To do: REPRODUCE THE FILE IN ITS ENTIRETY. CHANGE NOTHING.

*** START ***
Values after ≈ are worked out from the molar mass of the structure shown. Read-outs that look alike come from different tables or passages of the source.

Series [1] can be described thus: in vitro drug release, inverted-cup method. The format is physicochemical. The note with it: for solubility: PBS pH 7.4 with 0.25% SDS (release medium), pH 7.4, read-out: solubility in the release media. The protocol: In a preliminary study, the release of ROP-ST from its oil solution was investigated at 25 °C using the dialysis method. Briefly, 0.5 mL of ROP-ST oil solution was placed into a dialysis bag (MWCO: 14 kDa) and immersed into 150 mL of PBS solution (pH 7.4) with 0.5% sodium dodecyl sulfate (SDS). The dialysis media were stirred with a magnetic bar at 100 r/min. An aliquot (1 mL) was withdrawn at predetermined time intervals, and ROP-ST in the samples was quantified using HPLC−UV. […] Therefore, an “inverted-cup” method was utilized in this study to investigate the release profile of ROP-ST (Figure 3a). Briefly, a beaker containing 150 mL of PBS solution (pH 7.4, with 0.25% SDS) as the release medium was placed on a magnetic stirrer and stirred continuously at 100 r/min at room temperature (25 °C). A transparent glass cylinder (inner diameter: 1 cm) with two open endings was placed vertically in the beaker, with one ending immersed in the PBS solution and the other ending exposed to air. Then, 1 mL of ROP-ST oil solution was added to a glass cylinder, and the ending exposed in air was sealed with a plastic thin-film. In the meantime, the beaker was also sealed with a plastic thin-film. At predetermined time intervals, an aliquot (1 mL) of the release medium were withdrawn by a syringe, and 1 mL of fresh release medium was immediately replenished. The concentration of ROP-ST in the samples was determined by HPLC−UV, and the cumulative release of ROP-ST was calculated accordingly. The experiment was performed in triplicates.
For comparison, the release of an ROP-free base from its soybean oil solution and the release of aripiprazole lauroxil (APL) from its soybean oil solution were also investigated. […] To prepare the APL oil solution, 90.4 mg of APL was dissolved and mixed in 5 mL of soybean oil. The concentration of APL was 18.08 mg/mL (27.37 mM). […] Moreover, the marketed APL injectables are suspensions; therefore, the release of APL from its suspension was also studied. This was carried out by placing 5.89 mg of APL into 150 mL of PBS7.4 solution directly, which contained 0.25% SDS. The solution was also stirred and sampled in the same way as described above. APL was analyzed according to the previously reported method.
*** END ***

Values after ≈ are worked out from the molar mass of the structure shown. Read-outs that look alike come from different tables or passages of the source.

Series [1] can be described thus: in vitro drug release, inverted-cup method. The format is physicochemical. The note with it: for solubility: PBS pH 7.4 with 0.25% SDS (release medium), pH 7.4, read-out: solubility in the release media. The protocol: In a preliminary study, the release of ROP-ST from its oil solution was investigated at 25 °C using the dialysis method. Briefly, 0.5 mL of ROP-ST oil solution was placed into a dialysis bag (MWCO: 14 kDa) and immersed into 150 mL of PBS solution (pH 7.4) with 0.5% sodium dodecyl sulfate (SDS). The dialysis media were stirred with a magnetic bar at 100 r/min. An aliquot (1 mL) was withdrawn at predetermined time intervals, and ROP-ST in the samples was quantified using HPLC−UV. […] Therefore, an “inverted-cup” method was utilized in this study to investigate the release profile of ROP-ST (Figure 3a). Briefly, a beaker containing 150 mL of PBS solution (pH 7.4, with 0.25% SDS) as the release medium was placed on a magnetic stirrer and stirred continuously at 100 r/min at room temperature (25 °C). A transparent glass cylinder (inner diameter: 1 cm) with two open endings was placed vertically in the beaker, with one ending immersed in the PBS solution and the other ending exposed to air. Then, 1 mL of ROP-ST oil solution was added to a glass cylinder, and the ending exposed in air was sealed with a plastic thin-film. In the meantime, the beaker was also sealed with a plastic thin-film. At predetermined time intervals, an aliquot (1 mL) of the release medium were withdrawn by a syringe, and 1 mL of fresh release medium was immediately replenished. The concentration of ROP-ST in the samples was determined by HPLC−UV, and the cumulative release of ROP-ST was calculated accordingly. The experiment was performed in triplicates.
For comparison, the release of an ROP-free base from its soybean oil solution and the release of aripiprazole lauroxil (APL) from its soybean oil solution were also investigated. […] To prepare the APL oil solution, 90.4 mg of APL was dissolved and mixed in 5 mL of soybean oil. The concentration of APL was 18.08 mg/mL (27.37 mM). […] Moreover, the marketed APL injectables are suspensions; therefore, the release of APL from its suspension was also studied. This was carried out by placing 5.89 mg of APL into 150 mL of PBS7.4 solution directly, which contained 0.25% SDS. The solution was also stirred and sampled in the same way as described above. APL was analyzed according to the previously reported method.